When Erin Moreland ’91 was in 3rd grade, she had a transformative experience in a summer science course that would have made most kids, at the very least, squeamish: she dissected a fetal pig. From that point on, Erin was hooked on science. By the time she entered Campbell Hall in 9th grade, she knew she wanted to make science, one that preferably centered on animals, her career.
While her interest and focus were clear, her path to her current position as a Research Zoologist at the world-renowned National Oceanic and Atmospheric Administration (NOAA) was not always straightforward. “I knew what I wanted, but I didn’t know how to get it,” Erin explained. After receiving her B.S. in Zoology from Humboldt State University, Erin said: “I made a promise to myself that no matter what job I took to support myself, I would always keep one foot in science and continue to work with animals.” She volunteered, did internships, and worked part-time in order to keep that promise to herself, and later went on to receive her M.S. in Environmental Toxicology from Western Washington University.
Erin worked her way up through NOAA, starting out living in field camps in remote parts of Hawaii collecting data and conducting studies on the critically endangered Hawaiian monk seal. In 2006, she began her work with the Polar Ecosystems Program where she studies seals in the arctic waters of Alaska.
When she first began doing this work, it involved flying over the Bering Sea in helicopters to count and capture images of seals that were broadly distributed over the vast ice. She also reviewed high altitude imagery of glacial fjords. Counting these tiny specks that were presumably seals, was not only a laborious and not altogether reliable process, but the harsh conditions in which the helicopters sometimes flew could also be extremely dangerous. When Erin learned from a colleague at another institution about a program that was using thermal technology to track the heat emitted by marine mammals, she lobbied to obtain similar equipment. Soon, she and her team were using thermal cameras in addition to color and ultraviolet imagery, to conduct more accurate surveys of the seal populations. Now they use fixed wing planes with cameras and computers on board and machine learning algorithms that add to the accuracy and efficiency of the research. Once the machines have been set up and are running, the team is able to spend any additional time they have collecting data on other arctic wildlife such as polar bears and foxes for agencies that use them.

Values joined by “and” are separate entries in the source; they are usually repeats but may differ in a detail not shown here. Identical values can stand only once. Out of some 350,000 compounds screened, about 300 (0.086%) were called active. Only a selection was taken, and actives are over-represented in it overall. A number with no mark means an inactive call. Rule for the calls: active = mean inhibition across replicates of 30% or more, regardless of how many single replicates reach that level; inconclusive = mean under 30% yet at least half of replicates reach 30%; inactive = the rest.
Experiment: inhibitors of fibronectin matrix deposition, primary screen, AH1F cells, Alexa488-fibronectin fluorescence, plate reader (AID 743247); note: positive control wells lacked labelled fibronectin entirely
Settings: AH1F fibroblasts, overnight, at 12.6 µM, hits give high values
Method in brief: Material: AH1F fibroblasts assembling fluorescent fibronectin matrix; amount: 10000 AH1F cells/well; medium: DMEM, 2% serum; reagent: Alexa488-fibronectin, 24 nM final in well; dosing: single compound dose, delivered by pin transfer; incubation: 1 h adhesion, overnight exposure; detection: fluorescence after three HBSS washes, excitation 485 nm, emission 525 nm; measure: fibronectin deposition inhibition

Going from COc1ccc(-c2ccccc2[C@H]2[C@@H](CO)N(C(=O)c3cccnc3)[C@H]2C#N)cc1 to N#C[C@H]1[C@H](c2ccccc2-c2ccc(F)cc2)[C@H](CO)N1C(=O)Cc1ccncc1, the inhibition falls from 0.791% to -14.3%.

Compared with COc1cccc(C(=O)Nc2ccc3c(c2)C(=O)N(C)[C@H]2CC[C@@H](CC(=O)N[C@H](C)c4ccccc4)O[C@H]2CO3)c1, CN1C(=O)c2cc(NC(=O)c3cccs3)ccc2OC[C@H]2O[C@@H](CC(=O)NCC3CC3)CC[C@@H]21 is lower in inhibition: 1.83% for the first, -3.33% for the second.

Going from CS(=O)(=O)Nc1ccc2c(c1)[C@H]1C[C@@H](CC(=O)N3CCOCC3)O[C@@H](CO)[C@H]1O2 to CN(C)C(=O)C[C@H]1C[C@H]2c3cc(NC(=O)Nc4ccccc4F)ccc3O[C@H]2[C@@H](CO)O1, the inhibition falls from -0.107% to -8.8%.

The work Erin does is not only of ecological and environmental significance, contributing data and understanding about the effects of climate change on Alaskan wildlife populations, but is also personally fulfilling. “It’s been really important for me to contribute to something beyond myself, but it is also rewarding on a personal level,” said Erin. “I relish the time I get to immerse myself in work in the field. It’s energizing. Getting out of my comfort zone is when I feel really alive.”
When Erin reflected on her time at Campbell Hall, she noted that: “The care and focus of the teachers was the thing that was most valuable to me.” Erin, who had previously struggled in History classes, recounted one CH History teacher who conveyed the material through relatable and memorable stories. “She helped me see that, while the subject was a challenge for me, I could get through it,” Erin explained. “It instilled in me not only an appreciation for History, but also that I could overcome obstacles.” To this day, Erin continues to meet challenges with zeal, courage, and determination.
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